Men of Letters in the Early Republic by Catherine O'Donnell Kaplan

Men of Letters in the Early Republic

byCatherine O'Donnell Kaplan

Kobo ebook | December 1, 2012

Pricing and Purchase Info

$31.99 online 
$39.95 list price save 19%

Prices and offers may vary in store

Available for download

Not available in stores

about

In the aftermath of the Revolutionary War, after decades of intense upheaval and debate, the role of the citizen was seen as largely political. But as Catherine O'Donnell Kaplan reveals, some Americans saw a need for a realm of public men outside politics. They believed that neither the nation nor they themselves could achieve virtue and happiness through politics alone. Imagining a different kind of citizenship, they founded periodicals, circulated manuscripts, and conversed about poetry, art, and the nature of man. They pondered William Godwin and Edmund Burke more carefully than they did candidates for local elections and insisted other Americans should do so as well.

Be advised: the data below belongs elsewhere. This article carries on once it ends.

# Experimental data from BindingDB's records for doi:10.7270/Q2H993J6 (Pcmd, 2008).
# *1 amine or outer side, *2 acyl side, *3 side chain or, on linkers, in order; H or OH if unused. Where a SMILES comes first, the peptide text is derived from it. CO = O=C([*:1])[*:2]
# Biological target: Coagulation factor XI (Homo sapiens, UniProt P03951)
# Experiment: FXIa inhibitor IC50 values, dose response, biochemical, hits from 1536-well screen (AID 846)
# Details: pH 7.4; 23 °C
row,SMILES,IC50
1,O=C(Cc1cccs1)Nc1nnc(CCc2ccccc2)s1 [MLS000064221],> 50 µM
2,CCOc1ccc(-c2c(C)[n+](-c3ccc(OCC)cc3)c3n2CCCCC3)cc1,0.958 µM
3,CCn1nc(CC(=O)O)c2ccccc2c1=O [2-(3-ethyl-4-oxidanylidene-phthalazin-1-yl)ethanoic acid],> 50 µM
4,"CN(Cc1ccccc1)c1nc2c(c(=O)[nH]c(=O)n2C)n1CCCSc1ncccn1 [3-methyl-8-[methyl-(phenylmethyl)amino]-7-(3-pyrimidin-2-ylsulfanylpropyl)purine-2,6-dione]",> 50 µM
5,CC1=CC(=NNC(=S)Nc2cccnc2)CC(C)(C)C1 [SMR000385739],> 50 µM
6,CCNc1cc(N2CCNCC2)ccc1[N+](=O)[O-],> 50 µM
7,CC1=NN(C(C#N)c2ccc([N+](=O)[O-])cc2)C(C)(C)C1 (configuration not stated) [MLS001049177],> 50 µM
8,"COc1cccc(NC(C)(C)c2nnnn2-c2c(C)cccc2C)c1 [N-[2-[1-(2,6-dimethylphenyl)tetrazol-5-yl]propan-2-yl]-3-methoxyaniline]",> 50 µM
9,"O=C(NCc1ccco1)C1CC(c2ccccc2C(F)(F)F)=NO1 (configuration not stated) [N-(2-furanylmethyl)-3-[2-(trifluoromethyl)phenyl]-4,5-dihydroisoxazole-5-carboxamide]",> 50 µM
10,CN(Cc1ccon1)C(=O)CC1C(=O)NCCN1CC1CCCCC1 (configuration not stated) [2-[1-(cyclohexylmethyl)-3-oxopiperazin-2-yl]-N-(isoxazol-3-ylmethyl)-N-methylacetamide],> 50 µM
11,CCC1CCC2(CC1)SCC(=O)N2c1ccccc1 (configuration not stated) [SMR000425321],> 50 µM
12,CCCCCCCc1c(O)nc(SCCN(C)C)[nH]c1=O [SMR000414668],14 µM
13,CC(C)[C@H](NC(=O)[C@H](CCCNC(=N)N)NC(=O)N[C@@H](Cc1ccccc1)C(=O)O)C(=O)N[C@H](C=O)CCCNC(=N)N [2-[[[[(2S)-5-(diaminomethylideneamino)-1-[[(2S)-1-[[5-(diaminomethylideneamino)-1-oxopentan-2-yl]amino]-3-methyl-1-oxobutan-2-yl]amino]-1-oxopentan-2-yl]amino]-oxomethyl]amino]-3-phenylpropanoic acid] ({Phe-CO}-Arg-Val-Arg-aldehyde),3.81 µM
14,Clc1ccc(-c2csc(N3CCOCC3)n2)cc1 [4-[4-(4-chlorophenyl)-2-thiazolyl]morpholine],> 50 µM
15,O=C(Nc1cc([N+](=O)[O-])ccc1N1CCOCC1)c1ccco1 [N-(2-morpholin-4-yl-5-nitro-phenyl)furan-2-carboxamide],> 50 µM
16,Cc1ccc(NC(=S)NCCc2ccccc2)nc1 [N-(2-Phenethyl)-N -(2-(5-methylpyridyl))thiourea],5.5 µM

Kaplan looks at three groups in particular: the Friendly Club in New York City, which revolved around Elihu Hubbard Smith, with collaborators such as William Dunlap and Charles Brockden Brown; the circle around Joseph Dennie, editor of two highly successful periodicals; and the Anthologists of the Boston Athenaeum. Through these groups, Kaplan demonstrates, an enduring and influential model of the man of letters emerged in the first decade of the nineteenth century.

Title:Men of Letters in the Early RepublicFormat:Kobo ebookPublished:December 1, 2012Publisher:The University Of North Carolina PressLanguage:English

The following ISBNs are associated with this title:

ISBN:9990052122915

Look for similar items by category:

Reviews